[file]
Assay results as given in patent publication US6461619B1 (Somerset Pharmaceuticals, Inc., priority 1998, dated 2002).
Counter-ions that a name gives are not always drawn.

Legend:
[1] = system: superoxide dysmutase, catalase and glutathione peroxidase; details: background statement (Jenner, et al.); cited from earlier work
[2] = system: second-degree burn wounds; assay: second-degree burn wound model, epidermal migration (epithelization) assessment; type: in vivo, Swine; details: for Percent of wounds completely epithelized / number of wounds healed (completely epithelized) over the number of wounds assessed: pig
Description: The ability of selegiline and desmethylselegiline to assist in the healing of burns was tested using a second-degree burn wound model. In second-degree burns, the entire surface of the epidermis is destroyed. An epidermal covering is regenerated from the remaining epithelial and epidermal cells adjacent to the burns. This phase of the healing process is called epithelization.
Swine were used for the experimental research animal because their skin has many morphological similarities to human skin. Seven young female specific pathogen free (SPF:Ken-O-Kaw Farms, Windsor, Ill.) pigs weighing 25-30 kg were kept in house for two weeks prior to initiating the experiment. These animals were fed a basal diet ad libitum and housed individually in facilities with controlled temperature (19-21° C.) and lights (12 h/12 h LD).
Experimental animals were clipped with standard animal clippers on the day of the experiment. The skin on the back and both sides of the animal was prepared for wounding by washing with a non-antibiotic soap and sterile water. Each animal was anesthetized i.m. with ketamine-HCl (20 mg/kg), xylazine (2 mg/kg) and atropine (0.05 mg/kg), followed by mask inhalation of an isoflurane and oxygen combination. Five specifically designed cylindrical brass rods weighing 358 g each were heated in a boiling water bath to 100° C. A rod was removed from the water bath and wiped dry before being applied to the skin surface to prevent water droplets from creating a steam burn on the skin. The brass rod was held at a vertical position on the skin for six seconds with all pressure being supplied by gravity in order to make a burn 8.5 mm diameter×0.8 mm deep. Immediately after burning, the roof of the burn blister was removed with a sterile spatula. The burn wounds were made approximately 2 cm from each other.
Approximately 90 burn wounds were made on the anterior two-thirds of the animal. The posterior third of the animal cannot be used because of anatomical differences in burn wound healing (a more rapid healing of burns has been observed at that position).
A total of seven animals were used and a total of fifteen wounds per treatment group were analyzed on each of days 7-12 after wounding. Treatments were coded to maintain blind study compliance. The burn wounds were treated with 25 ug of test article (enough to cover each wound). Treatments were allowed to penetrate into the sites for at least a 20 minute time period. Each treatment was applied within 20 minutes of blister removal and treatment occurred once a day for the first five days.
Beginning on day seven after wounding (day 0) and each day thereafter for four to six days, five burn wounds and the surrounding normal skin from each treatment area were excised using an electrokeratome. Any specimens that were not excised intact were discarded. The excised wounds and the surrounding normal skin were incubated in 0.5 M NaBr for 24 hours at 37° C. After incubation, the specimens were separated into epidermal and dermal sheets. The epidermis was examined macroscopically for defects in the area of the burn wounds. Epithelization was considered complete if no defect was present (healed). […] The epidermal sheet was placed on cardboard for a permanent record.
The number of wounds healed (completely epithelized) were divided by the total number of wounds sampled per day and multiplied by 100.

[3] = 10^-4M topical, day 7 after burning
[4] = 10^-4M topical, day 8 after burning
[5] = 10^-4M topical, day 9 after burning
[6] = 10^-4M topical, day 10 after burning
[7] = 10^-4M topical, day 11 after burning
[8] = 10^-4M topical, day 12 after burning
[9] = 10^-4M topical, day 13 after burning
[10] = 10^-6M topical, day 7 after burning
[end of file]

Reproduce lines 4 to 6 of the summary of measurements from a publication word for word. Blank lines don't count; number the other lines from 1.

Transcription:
[1] = system: superoxide dysmutase, catalase and glutathione peroxidase; details: background statement (Jenner, et al.); cited from earlier work
[2] = system: second-degree burn wounds; assay: second-degree burn wound model, epidermal migration (epithelization) assessment; type: in vivo, Swine; details: for Percent of wounds completely epithelized / number of wounds healed (completely epithelized) over the number of wounds assessed: pig
Description: The ability of selegiline and desmethylselegiline to assist in the healing of burns was tested using a second-degree burn wound model. In second-degree burns, the entire surface of the epidermis is destroyed. An epidermal covering is regenerated from the remaining epithelial and epidermal cells adjacent to the burns. This phase of the healing process is called epithelization.